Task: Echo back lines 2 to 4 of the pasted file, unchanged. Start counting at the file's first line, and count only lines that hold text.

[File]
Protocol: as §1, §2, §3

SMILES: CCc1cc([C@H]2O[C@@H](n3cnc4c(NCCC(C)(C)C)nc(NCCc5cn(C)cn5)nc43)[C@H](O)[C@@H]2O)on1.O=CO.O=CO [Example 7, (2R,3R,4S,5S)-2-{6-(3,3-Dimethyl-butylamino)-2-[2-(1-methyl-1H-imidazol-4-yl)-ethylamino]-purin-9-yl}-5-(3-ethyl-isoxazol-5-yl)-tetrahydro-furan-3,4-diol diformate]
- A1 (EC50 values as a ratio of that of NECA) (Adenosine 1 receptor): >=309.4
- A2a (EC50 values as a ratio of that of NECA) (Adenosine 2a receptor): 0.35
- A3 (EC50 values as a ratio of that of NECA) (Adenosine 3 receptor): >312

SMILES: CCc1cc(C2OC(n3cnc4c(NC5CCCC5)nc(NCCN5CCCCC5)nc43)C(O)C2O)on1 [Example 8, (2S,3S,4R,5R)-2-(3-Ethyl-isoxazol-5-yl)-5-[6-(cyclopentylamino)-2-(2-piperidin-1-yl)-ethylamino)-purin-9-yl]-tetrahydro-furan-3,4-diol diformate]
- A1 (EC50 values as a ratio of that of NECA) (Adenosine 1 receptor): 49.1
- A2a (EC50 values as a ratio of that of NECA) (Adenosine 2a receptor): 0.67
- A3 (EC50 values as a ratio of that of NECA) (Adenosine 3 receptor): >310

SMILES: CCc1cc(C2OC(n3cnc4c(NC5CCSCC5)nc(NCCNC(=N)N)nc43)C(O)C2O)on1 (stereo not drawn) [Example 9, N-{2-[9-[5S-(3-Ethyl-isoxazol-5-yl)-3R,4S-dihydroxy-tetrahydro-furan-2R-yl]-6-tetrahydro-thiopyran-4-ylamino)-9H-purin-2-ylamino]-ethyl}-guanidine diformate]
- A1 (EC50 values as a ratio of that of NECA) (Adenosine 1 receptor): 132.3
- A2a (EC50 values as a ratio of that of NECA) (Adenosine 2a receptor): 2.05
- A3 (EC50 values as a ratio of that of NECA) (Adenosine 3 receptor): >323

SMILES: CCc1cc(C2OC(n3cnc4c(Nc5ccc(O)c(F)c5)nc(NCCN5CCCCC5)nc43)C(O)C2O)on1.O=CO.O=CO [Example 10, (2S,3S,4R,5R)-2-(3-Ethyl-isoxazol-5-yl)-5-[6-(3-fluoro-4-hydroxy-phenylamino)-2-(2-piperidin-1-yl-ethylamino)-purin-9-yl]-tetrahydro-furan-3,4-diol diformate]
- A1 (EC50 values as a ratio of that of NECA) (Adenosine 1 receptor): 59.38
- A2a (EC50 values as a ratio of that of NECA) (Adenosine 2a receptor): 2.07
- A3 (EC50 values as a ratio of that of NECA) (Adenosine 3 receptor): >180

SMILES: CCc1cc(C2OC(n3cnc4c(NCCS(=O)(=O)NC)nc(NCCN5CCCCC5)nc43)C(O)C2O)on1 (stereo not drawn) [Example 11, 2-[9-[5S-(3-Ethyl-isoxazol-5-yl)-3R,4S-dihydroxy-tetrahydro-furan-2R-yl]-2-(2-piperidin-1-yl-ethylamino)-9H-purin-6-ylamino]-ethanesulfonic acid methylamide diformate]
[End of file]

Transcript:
SMILES: CCc1cc([C@H]2O[C@@H](n3cnc4c(NCCC(C)(C)C)nc(NCCc5cn(C)cn5)nc43)[C@H](O)[C@@H]2O)on1.O=CO.O=CO [Example 7, (2R,3R,4S,5S)-2-{6-(3,3-Dimethyl-butylamino)-2-[2-(1-methyl-1H-imidazol-4-yl)-ethylamino]-purin-9-yl}-5-(3-ethyl-isoxazol-5-yl)-tetrahydro-furan-3,4-diol diformate]
- A1 (EC50 values as a ratio of that of NECA) (Adenosine 1 receptor): >=309.4
- A2a (EC50 values as a ratio of that of NECA) (Adenosine 2a receptor): 0.35